Don't Be A Category Clone, Be Distinctive...

Which is your brand?
Something we've observed over the years is that to have the best chance of success, brands should be highly distinctive in their category. This is borne out by Byron Sharp's findings (which you can read in his excellent book How Brands Grow), being distinctive in the category makes it easier for potential customers to notice your brand, remember you, and then recognise you and select you when they come to buy.

But a large number of brands are consistently bad at this when it comes to advertising. For example, at the moment it’s barely possible to tell the difference between the advertising of different car manufacturers, or of different spirits brands.

Advertising has become plagued by clichés, category norms, comfortable territory and accepted ways of doing things.

Unfortunately for brands who have fallen victim to this, similarity is the road to obscurity (and a huge waste of marketing budget) as they become lost in the crowd.

Finding happy mediums, familiar territory and compromise might keep people happy in meetings, but it often also strips ideas of their power.

What might seem like a safe choice in the confines of a boardroom will most likely be a waste of money when it’s out in the real world.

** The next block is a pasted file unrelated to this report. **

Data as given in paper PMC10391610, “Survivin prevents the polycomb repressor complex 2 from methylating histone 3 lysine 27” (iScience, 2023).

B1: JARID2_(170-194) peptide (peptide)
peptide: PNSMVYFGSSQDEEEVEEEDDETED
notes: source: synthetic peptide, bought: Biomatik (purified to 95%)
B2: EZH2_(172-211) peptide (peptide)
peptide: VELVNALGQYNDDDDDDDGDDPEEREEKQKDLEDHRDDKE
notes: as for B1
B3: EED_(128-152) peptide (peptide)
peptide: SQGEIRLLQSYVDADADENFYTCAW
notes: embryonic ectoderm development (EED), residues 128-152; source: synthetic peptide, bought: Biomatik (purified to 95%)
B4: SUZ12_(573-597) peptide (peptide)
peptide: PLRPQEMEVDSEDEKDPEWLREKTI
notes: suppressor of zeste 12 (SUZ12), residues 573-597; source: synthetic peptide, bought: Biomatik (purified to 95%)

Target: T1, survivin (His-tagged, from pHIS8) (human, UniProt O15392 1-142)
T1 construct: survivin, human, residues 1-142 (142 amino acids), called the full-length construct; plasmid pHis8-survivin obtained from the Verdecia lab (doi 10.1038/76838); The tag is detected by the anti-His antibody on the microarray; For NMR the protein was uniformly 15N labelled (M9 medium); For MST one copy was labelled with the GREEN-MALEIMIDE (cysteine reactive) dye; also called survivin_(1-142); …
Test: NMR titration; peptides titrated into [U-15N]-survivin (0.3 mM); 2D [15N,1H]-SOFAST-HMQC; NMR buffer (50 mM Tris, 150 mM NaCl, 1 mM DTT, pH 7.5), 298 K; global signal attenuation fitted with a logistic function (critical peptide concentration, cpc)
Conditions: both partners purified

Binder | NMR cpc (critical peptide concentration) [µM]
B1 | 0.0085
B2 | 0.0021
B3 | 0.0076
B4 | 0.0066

It's an old cliché, but true, that advertising that feels safe or familiar is actually a quite risky thing to do.

There’s no ‘safety in numbers’ when it comes to advertising. If someone else is doing something similar to what you’re doing, or looks or sounds like you, you’re both in trouble.

Generating and maintaining a distinctive presence in your category will go a long way towards helping your product be the one selected by the customer.

That means more people buying your stuff, by the way.

For more pithy challenging of received wisdom, our new book ‘How To Make Better Advertising and Advertising Better – The Manifesto for a New Creative Revolution’ – is available exclusively at the Design Museum.


  1. This is all fine but clients don't actually want good ads.

  2. I reminded of the following by Cindy Gallup speaking at the Dublin Web Summit in 2013. Cindy Gallop gave a presentation about the “syndrome of collaborative competition” which she described as “where everyone in your sector competes with everyone else by doing exactly the same thing as everyone else, is a very dangerous thing to do, because that is what allows true innovation and disruption to come in from the outside”